Councilman Bellomy Provides Context on his April 4th Vote



The Lamar City Council held a special work session this past Monday, April 4th, allowing the public a chance to ask questions and offer insight regarding two decisions the council would make in regular session pertaining to the ineligibility ruling on the marijuana ballot results from November 2021.

Mike Bellomy, who represents Ward 3 and is the newest council member, voted to have the council refer the failed ballot questions to the next election in November, 2022.  His vote was in the minority and one of three in favor of the action.

“I’m personally opposed to marijuana,” he explained, adding that based on the number of phone calls he’s received over the matter, “The majority wanted to have the question on the ballot, those from my ward and also from the general public.”

Bellomy said, “In my mind, I’m obligated to do what my constituents want, whether I personally agree with those decisions.”  He stated that on Monday, he listened to every speaker during the hour long work session, and became aware that some speakers were not City of Lamar residents and who did not vote on the issue in 2021 and as the question was before only local residents, those same people would not be able to vote should the questions be put on the ballot this November.

“A medical marijuana moratorium was enacted by the city twelve years ago and still remains,” he said, adding that several residents had some doubt if it would have been cancelled if the 2021 votes favoring marijuana had been legitimate.  Bellomy said he also wants to be clear that the city charter states that if a petition failed on two occasions, the group putting it forward must wait a year before they can try again.  The first petition was invalid over a technical error when staples were removed from the document.  The grey area is how the second set would be considered invalid as the basic error was not from the SoCO proponents but from the error on the part of the city over the percentage of signatures required for the petition to be valid which was relayed to SoCO representatives.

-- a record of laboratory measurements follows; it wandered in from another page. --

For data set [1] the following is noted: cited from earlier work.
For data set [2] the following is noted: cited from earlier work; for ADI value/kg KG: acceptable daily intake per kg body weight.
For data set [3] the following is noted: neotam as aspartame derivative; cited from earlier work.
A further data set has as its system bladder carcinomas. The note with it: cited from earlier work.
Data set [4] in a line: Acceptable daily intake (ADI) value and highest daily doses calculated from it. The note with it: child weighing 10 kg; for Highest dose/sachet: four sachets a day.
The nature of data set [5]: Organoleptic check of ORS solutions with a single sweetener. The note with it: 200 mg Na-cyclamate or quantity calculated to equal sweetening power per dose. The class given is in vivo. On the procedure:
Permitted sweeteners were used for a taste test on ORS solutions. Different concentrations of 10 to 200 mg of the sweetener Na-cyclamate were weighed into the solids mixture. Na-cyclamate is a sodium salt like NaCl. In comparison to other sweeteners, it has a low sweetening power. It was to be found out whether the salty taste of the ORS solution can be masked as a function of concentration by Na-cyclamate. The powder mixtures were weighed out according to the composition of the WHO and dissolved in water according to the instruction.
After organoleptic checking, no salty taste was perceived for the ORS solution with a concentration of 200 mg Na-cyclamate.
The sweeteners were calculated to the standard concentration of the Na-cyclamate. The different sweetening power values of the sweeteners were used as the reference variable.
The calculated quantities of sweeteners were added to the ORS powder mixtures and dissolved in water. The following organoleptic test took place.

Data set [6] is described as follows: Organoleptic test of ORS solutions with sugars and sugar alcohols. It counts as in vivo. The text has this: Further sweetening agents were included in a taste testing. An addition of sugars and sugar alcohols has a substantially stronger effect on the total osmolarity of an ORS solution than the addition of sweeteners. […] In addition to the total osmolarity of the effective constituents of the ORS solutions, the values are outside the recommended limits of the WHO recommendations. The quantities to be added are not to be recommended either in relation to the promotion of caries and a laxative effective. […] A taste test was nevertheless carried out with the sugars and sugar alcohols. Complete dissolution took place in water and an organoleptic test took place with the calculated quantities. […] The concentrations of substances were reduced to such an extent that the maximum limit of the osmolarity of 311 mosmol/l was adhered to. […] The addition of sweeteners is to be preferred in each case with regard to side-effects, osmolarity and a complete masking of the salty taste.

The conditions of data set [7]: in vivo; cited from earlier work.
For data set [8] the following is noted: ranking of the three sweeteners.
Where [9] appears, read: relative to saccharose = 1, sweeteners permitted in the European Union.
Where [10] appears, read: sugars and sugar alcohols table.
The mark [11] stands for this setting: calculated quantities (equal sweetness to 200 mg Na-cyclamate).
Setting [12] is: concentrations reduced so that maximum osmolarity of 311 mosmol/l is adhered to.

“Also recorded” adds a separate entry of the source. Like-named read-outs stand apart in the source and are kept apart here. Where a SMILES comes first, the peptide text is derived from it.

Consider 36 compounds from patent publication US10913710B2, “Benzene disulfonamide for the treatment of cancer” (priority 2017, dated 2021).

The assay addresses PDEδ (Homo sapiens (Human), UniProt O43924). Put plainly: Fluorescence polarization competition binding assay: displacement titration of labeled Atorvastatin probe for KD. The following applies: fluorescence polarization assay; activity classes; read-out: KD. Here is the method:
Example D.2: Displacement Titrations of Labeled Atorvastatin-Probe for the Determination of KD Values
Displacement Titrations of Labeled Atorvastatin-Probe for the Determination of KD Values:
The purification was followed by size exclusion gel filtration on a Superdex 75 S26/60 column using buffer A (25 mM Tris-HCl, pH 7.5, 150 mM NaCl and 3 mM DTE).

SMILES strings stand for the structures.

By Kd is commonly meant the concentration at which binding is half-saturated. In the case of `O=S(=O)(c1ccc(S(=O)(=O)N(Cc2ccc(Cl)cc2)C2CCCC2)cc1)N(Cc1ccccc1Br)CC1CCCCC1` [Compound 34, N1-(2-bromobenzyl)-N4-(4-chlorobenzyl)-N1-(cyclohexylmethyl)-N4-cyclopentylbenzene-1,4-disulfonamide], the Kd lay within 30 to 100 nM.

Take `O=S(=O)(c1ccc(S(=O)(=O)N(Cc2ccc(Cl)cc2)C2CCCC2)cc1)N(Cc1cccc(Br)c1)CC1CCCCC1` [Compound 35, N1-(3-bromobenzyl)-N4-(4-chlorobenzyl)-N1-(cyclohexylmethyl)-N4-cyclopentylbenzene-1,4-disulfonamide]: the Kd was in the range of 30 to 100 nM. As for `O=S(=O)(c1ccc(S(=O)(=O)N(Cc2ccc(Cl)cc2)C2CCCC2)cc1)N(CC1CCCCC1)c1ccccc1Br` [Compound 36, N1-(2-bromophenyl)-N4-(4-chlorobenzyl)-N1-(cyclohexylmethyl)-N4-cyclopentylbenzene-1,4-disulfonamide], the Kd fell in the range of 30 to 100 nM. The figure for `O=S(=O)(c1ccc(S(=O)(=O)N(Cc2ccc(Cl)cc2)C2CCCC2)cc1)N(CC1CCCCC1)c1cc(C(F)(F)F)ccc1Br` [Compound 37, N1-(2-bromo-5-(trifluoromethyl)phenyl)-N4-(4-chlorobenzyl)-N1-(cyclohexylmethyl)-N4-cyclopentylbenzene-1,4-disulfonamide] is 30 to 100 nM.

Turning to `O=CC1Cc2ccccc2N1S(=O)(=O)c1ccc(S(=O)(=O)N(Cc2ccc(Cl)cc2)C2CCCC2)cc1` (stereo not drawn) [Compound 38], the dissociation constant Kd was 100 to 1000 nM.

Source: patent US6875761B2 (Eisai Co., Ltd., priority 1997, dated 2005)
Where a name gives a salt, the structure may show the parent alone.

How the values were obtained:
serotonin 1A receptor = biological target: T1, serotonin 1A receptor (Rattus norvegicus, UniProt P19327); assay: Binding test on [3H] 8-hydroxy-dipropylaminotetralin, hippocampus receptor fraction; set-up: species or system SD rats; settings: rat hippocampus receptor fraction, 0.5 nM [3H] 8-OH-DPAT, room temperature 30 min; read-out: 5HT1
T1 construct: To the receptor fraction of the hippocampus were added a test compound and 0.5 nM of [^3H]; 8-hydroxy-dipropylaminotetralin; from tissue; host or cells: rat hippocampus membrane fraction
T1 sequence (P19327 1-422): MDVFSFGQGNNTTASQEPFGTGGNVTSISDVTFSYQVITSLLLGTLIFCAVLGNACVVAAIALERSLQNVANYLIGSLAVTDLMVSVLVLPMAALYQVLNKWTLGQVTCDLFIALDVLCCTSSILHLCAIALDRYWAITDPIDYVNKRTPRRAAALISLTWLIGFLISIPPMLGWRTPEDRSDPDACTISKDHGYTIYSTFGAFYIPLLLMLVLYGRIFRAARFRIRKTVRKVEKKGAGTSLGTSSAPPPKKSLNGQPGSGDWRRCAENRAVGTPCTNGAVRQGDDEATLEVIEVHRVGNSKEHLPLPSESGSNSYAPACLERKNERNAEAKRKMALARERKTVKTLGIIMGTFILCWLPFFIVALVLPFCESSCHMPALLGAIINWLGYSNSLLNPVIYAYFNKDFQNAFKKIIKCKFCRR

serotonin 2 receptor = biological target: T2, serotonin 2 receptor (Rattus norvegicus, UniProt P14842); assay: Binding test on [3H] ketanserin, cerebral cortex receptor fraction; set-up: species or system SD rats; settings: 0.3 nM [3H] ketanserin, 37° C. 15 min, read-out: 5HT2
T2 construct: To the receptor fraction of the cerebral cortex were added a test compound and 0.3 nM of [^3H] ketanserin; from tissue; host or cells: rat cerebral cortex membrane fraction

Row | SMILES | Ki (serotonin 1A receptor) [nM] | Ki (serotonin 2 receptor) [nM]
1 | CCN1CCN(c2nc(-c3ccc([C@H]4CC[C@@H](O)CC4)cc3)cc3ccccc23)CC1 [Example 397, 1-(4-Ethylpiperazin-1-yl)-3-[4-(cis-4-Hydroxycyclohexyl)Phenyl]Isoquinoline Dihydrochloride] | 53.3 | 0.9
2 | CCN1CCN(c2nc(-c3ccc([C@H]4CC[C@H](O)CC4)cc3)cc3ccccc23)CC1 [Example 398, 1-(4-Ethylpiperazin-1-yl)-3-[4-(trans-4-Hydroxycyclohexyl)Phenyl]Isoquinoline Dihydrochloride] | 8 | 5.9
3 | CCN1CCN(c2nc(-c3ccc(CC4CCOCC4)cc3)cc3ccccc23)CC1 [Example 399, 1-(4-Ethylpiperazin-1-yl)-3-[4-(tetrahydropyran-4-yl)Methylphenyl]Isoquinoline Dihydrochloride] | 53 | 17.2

Bellomy said there are a couple of other issues he wanted to investigate pertaining to how the city’s Three Mile buffer zone with the county would play into marijuana grow operations.  “I don’t know if the county would allow that as they put up their own marijuana moratorium in 2017.  We need to find out how the next election, if the votes are approved in favor this time, would impact their ruling.”
By Russ Baldwin

Filed Under: City of LamarConsumer IssuesCountyFeatured


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